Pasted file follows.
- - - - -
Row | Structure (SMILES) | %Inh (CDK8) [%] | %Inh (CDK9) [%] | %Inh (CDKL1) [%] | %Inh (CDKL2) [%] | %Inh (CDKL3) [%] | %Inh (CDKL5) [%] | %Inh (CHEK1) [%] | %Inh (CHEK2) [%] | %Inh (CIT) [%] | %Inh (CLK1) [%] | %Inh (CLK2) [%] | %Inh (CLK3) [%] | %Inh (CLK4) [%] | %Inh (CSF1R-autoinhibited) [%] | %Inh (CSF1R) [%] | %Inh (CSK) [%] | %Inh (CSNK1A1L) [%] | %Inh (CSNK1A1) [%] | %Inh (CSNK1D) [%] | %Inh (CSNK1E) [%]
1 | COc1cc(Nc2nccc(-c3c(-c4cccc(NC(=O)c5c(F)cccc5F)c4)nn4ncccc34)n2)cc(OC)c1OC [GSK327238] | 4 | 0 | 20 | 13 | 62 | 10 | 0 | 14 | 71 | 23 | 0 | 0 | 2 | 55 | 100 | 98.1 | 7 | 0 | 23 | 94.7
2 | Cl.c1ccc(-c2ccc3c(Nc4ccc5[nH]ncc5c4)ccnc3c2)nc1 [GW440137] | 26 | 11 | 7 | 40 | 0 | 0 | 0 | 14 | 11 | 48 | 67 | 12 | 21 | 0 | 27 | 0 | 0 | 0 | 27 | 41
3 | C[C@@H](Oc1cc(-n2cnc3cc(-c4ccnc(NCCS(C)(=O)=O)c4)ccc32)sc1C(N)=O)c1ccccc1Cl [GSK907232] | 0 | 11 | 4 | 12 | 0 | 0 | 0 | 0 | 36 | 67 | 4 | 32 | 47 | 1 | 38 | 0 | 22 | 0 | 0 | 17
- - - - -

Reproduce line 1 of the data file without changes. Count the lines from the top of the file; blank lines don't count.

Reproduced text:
Row | Structure (SMILES) | %Inh (CDK8) [%] | %Inh (CDK9) [%] | %Inh (CDKL1) [%] | %Inh (CDKL2) [%] | %Inh (CDKL3) [%] | %Inh (CDKL5) [%] | %Inh (CHEK1) [%] | %Inh (CHEK2) [%] | %Inh (CIT) [%] | %Inh (CLK1) [%] | %Inh (CLK2) [%] | %Inh (CLK3) [%] | %Inh (CLK4) [%] | %Inh (CSF1R-autoinhibited) [%] | %Inh (CSF1R) [%] | %Inh (CSK) [%] | %Inh (CSNK1A1L) [%] | %Inh (CSNK1A1) [%] | %Inh (CSNK1D) [%] | %Inh (CSNK1E) [%]